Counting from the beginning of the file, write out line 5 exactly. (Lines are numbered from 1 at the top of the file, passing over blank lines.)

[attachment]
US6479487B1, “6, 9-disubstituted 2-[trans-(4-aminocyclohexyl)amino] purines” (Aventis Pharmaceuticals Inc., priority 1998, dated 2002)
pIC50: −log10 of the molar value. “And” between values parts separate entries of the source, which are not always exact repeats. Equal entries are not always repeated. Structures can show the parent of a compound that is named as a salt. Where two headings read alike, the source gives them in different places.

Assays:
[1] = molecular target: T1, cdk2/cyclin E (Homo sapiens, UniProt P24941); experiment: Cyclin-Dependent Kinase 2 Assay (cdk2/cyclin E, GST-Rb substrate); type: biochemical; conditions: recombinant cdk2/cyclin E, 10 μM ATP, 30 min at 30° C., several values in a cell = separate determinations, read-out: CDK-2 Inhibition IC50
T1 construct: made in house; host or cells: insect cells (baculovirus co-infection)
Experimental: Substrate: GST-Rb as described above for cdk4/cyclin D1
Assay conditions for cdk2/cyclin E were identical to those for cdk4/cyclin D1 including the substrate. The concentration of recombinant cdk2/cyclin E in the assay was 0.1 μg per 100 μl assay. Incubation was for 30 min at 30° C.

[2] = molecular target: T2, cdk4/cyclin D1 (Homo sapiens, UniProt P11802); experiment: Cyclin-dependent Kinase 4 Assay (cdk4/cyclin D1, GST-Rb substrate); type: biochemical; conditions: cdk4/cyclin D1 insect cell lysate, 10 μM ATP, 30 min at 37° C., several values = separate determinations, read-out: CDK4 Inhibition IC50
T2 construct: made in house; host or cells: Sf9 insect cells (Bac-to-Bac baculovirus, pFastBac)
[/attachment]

T1 construct: made in house; host or cells: insect cells (baculovirus co-infection)